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Thursday, August 21, 2014

Labor Department claims Nashua painting firm sidestepped overtime, intimidated witnesses

NASHUA – A city painting and contracting company, Corriveau Contracting, is denying federal allegations that it underpaid workers and later “harassed and intimidated workers into signing affidavits which contained false statements.”

However, it has agreed to an injunction that, among other things, says it must read statements to workers about their labor rights and the dispute. ...

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NASHUA – A city painting and contracting company, Corriveau Contracting, is denying federal allegations that it underpaid workers and later “harassed and intimidated workers into signing affidavits which contained false statements.”

However, it has agreed to an injunction that, among other things, says it must read statements to workers about their labor rights and the dispute.

“It is the company’s hope that the dispute … will be resolved amicably. We voluntarily agreed to enter into this agreement as a reflection of its intent to be in full compliance with all applicable federal and state wage and hour laws,” said attorney Mark Broth, who is representing Corriveau Contracting, of 17 Marshall St.

As for the overall allegations, Broth said, “The company does not agree that those things happened.”

The case dates back almost two years in U.S. District Court in Concord. In September 2012, the U.S. Department of Labor sued Corriveau Contracting and several of its officials, alleging that it avoided paying overtime to many employees in various ways, such as making off-the-books payments that amounted to less than time and a half or “banking” overtime pay into the following week, where it was compensated at the regular rate.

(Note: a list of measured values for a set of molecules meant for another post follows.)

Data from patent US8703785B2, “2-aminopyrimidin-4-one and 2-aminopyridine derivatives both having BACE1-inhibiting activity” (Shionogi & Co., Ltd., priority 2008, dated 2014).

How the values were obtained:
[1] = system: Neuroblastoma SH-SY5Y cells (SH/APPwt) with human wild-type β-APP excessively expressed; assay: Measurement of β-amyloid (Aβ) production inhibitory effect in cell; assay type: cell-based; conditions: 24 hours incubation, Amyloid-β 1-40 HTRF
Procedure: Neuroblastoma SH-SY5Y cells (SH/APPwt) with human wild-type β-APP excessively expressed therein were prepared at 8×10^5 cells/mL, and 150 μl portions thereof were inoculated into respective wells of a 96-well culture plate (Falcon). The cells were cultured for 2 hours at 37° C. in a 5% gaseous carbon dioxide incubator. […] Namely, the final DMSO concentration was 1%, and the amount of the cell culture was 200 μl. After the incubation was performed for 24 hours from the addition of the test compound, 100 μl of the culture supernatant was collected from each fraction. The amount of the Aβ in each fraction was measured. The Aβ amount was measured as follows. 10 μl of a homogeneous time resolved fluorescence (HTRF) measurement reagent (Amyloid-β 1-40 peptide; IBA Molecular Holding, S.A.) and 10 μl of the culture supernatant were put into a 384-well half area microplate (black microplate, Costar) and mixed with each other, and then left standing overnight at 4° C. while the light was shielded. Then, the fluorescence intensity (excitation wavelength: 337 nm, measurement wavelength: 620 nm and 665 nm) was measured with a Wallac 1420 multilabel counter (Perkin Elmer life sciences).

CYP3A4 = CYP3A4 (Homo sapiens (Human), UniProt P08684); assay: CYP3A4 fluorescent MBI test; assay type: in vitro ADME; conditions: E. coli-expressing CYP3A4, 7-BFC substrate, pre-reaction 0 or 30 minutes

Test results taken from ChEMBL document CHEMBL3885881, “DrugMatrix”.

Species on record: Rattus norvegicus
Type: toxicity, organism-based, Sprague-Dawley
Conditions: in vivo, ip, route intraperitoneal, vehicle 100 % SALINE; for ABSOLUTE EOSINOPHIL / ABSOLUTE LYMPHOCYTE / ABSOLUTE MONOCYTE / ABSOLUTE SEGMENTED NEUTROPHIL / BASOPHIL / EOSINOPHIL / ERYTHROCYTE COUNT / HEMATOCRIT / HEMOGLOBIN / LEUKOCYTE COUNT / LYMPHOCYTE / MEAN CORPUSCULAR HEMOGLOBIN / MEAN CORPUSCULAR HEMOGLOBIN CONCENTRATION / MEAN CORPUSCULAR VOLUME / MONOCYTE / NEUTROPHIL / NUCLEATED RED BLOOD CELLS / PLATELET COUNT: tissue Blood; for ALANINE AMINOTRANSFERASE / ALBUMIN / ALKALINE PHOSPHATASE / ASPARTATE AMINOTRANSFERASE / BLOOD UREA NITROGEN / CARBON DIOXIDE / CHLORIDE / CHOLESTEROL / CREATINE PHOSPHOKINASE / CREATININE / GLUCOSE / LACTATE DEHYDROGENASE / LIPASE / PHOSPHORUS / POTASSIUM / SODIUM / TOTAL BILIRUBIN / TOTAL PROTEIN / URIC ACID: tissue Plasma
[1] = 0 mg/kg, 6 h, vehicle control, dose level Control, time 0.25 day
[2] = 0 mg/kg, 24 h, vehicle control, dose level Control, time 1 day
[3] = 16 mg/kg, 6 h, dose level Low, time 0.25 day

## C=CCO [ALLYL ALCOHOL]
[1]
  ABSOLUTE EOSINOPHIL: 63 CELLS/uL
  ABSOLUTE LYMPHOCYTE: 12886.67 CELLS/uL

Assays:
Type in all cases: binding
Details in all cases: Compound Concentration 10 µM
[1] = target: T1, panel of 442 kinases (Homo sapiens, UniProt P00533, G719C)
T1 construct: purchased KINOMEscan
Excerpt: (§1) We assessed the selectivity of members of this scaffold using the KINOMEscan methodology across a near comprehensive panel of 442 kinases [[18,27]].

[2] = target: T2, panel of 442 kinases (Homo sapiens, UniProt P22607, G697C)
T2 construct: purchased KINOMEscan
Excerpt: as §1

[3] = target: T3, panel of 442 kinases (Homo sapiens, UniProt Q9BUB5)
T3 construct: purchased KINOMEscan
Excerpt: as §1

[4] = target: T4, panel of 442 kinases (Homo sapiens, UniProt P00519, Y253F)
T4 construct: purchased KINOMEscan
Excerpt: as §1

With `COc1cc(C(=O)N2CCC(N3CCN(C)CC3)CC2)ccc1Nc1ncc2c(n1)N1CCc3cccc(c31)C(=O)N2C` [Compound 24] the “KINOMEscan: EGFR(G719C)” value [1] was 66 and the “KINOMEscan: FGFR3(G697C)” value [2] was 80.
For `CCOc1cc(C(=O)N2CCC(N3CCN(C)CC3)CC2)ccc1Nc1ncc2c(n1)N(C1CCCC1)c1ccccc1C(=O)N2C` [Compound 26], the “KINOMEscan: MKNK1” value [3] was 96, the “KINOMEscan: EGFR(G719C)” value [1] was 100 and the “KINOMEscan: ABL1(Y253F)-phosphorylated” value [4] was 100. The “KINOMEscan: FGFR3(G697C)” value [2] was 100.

Corriveau Contracting was started by Kevin Corriveau in 1997.

The suit alleges that business owner Kevin Corriveau and manager Sharon Mercuri “instructed employees to alter and/or rewrite numerous timecards that showed overtime hours worked, and to change the number of hours recorded on said timecards and/or rewrite said timecards to show only non-overtime hours.”

On July 25, Department of Labor officials requested a restraining order against Kevin Corriveau, Brian Corriveau and a manager, Jeffrey Levinson, “and their agents” from “retaliating or discriminating in any way against any current or former employee … or any potential witness” or from communicating with them over the lawsuit.

It also required reading aloud during work hours, in English and Spanish, employee rights under the Fair Labor Standards Act and detailing that the court has “ordered (the group) … to cease coercing, retaliating against, threatening to retaliate against, intimidating, harassing, or attempting to influence or in any way threatening employees for providing information to or cooperating with the Department of Labor.”

“Seeking and obtaining an injunction of this type is a rare and extraordinary step, but one that was warranted under the circumstances,” said Michael Felsen, the department’s regional solicitor of labor for New England.

The case is scheduled to go to trial, but negotiations are continuing.

The Manchester district office of the Wage and Hour Division of the U.S. Department of Labor investigated the case. Trial attorneys from the department’s regional office in Boston are litigating the case.

The Fair Labor Standards Act requires that covered, nonexempt employees be paid at least $7.25 an hour, plus time and a half their regular rate beyond 40 hours a week.

Employers also are required to maintain accurate time and payroll records.

David Brooks can be reached at 594-6531 or dbrooks@nashua
telegraph.com. Also, follow Brooks on Twitter (@GraniteGeek).